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View Full Version : Wooden Racket 'Review'???


topspin_17
12-04-2006, 05:39 AM
During the weekend, I borrowed a wooden racket off my coach to play for a couple of sets out of interest (like how it would feel etc.). The racket was a Kennex model, I think it was called the "Kennex Competition". I played against a top 50 U10 boy and a top 20 ranked girl (both from Thailand), both pretty good for their age (I beat them both, the boy 6-2, the girl 6-3). I am a 13 year old, using a 12oz Yonex RDS001 MP.

Groundstrokes:
The groundstrokes that I hit with that racket were simply awesome. I could hit heavy topspin and slice considering its 18x20 string pattern, and the racket was also comfortable to hit with. Although the racket was very comfortable to play with, I did have a bit of trouble with maneuverability, since the racket was quite heavy. But when I hit the ball, it felt nice and solid. But the most amazing part of the groundstrokes was the touch that I could make with the racket. I could hit never-before-hit dropshots and I could pinpoint my shots to wherever part of the court I wanted to. Although the racket seemed quite comfortable when hitting, on rare occasions the ball would not strike 'perfectly' and the ball would go flying, thus meaning that you should be very coordinated with your timing when hitting the ball. The racket was quite flexible, thus putting the racket more on the 'control' side of the racket playability scale.

Volleys:
Volleys were also fantastic with the racket. The 18x20 string pattern meant that I could control my volleys well, being able to add power when I needed to, etc. As with groundstrokes, you always had to hit the ball exactly in the sweetspot.

Serves: Serves with the racket were always comfortable to hit with. Serves were predictable with the racket, and spin was also produced at will. One thing that I didnt like about the racket was that it was a bit heavy, so I had to heave the racket quite a bit to generate a lot of power, but that was unnecessary because I could already create a lot of power from the natural weight of the racket.

Overall: I loved the racket, groundstrokes and all (especially touch shots and control), but the dislikes included the weight and maneuvrability. IMHO, I would prefer this flexy, controlled racket to a stiff, powerful racket any day.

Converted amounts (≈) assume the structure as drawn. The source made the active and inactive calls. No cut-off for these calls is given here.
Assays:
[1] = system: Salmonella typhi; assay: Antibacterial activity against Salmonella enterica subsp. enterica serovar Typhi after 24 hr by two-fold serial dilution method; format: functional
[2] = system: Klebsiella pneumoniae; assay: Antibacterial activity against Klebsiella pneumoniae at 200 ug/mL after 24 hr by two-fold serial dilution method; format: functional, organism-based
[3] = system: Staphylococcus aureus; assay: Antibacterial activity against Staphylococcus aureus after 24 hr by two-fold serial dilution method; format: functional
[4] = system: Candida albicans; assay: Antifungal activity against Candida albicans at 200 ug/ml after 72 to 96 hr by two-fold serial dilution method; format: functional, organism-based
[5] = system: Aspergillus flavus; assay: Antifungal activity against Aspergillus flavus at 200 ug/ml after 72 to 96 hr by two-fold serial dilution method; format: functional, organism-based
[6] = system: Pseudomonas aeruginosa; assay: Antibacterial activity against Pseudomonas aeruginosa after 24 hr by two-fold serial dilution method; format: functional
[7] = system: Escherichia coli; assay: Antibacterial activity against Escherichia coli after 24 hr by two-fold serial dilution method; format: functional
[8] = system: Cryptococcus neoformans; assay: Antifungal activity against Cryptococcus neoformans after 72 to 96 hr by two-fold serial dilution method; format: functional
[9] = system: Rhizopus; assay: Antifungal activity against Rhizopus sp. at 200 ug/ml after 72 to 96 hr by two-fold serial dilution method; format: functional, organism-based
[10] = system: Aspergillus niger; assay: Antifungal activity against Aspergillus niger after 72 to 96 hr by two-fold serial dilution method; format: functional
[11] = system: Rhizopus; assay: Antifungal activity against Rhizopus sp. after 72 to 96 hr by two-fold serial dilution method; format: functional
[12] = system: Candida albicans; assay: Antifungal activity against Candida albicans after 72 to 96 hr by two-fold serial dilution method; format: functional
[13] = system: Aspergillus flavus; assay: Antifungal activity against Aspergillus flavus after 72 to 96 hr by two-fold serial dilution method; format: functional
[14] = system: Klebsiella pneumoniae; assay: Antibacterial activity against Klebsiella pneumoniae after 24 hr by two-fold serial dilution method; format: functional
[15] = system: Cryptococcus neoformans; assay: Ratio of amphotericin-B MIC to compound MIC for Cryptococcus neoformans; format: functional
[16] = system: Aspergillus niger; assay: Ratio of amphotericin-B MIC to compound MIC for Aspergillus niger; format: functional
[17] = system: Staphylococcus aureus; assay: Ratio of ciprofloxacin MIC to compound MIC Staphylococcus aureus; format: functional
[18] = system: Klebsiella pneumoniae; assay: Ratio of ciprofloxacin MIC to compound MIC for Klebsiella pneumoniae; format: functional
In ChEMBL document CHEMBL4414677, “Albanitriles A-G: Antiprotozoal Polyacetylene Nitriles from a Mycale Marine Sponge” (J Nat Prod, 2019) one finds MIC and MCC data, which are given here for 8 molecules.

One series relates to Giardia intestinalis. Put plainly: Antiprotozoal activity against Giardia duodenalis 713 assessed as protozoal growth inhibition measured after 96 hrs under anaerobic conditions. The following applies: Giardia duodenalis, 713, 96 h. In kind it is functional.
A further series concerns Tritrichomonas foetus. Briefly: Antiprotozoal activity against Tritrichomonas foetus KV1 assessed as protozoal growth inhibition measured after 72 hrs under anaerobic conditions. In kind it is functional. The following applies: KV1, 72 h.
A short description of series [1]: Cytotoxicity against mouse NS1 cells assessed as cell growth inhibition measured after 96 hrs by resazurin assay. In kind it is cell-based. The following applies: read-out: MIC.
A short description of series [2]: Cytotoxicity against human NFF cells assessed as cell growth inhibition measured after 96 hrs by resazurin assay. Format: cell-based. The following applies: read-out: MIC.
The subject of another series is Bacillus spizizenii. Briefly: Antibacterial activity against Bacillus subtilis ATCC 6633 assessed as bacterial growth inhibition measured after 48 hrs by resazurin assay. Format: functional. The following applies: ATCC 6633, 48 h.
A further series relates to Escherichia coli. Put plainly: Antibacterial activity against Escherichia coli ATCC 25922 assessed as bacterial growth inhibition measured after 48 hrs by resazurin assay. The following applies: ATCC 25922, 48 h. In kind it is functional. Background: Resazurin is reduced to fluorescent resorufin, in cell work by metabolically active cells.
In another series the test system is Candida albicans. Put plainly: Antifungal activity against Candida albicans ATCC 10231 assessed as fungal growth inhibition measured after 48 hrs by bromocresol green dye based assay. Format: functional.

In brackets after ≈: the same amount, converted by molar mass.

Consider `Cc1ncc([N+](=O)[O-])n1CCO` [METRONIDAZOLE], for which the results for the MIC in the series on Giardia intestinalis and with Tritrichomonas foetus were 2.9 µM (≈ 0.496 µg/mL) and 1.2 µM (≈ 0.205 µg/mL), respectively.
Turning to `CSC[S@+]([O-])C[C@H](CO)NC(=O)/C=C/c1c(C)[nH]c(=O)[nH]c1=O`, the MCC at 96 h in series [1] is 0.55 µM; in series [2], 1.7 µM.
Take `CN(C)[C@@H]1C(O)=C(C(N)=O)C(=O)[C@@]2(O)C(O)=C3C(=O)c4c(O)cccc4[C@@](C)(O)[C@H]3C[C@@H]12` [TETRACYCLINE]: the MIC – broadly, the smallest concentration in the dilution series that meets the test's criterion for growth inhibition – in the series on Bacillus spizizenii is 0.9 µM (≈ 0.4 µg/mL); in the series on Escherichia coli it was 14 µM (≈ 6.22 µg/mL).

Steve Huff
12-04-2006, 04:32 PM
So, you're giving up your Yonex???

anirut
12-04-2006, 04:50 PM
Topspin, why not mail me. I have some classic woods if you want to try 'em.

topspin_17
12-04-2006, 05:03 PM
SH: No, I'm not giving up my Yonex... I do prefer the Yonex just a bit more than the woody racket because it is definitely a lot lighter than the woody... ;)

Anirut: Thanks very much for the suggestion. Unfortunately, I have found a few old rackets in my cupboard, including a Donnay Ladywood of my aunt's (female version of Borg Allwood racket) which I might try, and also a Yamaha Graphite 35, of which my mother does not know where she got it from. I might have a hit with them at my academy or show them to my coach; he is a serious racket fanatic. Thanks anyway Anirut, I might drop a mail soon.

anirut
12-04-2006, 05:05 PM
Which academy are you at?

topspin_17
12-04-2006, 11:07 PM
FCTA (Frank Cuesta Tennis Academy). There are two sites, in town (sukhumvit soi 50) and out of town (kiarti thanee country club, on the bangna-trad).

anirut
12-05-2006, 12:37 AM
I played at Soi 50 once with Alafter. May be we could find sometime to have some "fun". Don't know if I've given you my number earlier?

topspin_17
12-05-2006, 12:52 AM
No, you havent given me your number yet. But I might not be able to play this week, because my schedule is very tight, and I only go to soi 50 on thursdays. I also have a lot of homework to do from school, and this weekend I am playing a tournament at Mahavitayalai Burapa, in Chonburi.